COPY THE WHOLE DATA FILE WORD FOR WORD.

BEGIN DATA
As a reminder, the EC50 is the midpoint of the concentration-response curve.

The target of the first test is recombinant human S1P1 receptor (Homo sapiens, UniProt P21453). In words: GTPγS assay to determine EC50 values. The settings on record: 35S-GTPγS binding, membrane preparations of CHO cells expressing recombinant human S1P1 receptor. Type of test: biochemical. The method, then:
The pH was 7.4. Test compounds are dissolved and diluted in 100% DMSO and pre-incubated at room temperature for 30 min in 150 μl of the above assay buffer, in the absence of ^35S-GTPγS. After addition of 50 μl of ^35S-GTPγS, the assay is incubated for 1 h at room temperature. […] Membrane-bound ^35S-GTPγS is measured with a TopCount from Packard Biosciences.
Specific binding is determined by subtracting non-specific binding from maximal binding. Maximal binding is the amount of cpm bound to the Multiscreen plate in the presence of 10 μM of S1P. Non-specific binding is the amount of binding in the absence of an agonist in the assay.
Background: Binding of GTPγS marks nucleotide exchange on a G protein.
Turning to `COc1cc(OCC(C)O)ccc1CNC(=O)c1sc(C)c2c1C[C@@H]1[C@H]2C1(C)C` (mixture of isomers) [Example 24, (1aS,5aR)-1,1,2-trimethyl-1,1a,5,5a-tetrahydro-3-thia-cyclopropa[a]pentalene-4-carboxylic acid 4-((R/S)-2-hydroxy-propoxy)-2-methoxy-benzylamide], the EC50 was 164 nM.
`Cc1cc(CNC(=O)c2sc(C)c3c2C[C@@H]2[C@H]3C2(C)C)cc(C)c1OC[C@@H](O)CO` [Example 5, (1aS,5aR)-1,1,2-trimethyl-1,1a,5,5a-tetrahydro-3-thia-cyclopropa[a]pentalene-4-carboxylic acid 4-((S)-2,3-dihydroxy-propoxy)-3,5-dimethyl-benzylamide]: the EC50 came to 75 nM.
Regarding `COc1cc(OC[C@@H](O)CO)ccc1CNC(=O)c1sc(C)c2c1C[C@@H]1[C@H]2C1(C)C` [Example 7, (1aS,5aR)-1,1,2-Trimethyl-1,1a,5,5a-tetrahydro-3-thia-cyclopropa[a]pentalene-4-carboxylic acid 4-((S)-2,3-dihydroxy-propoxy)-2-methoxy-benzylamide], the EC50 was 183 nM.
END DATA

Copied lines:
As a reminder, the EC50 is the midpoint of the concentration-response curve.

The target of the first test is recombinant human S1P1 receptor (Homo sapiens, UniProt P21453). In words: GTPγS assay to determine EC50 values. The settings on record: 35S-GTPγS binding, membrane preparations of CHO cells expressing recombinant human S1P1 receptor. Type of test: biochemical. The method, then:
The pH was 7.4. Test compounds are dissolved and diluted in 100% DMSO and pre-incubated at room temperature for 30 min in 150 μl of the above assay buffer, in the absence of ^35S-GTPγS. After addition of 50 μl of ^35S-GTPγS, the assay is incubated for 1 h at room temperature. […] Membrane-bound ^35S-GTPγS is measured with a TopCount from Packard Biosciences.
Specific binding is determined by subtracting non-specific binding from maximal binding. Maximal binding is the amount of cpm bound to the Multiscreen plate in the presence of 10 μM of S1P. Non-specific binding is the amount of binding in the absence of an agonist in the assay.
Background: Binding of GTPγS marks nucleotide exchange on a G protein.
Turning to `COc1cc(OCC(C)O)ccc1CNC(=O)c1sc(C)c2c1C[C@@H]1[C@H]2C1(C)C` (mixture of isomers) [Example 24, (1aS,5aR)-1,1,2-trimethyl-1,1a,5,5a-tetrahydro-3-thia-cyclopropa[a]pentalene-4-carboxylic acid 4-((R/S)-2-hydroxy-propoxy)-2-methoxy-benzylamide], the EC50 was 164 nM.
`Cc1cc(CNC(=O)c2sc(C)c3c2C[C@@H]2[C@H]3C2(C)C)cc(C)c1OC[C@@H](O)CO` [Example 5, (1aS,5aR)-1,1,2-trimethyl-1,1a,5,5a-tetrahydro-3-thia-cyclopropa[a]pentalene-4-carboxylic acid 4-((S)-2,3-dihydroxy-propoxy)-3,5-dimethyl-benzylamide]: the EC50 came to 75 nM.
Regarding `COc1cc(OC[C@@H](O)CO)ccc1CNC(=O)c1sc(C)c2c1C[C@@H]1[C@H]2C1(C)C` [Example 7, (1aS,5aR)-1,1,2-Trimethyl-1,1a,5,5a-tetrahydro-3-thia-cyclopropa[a]pentalene-4-carboxylic acid 4-((S)-2,3-dihydroxy-propoxy)-2-methoxy-benzylamide], the EC50 was 183 nM.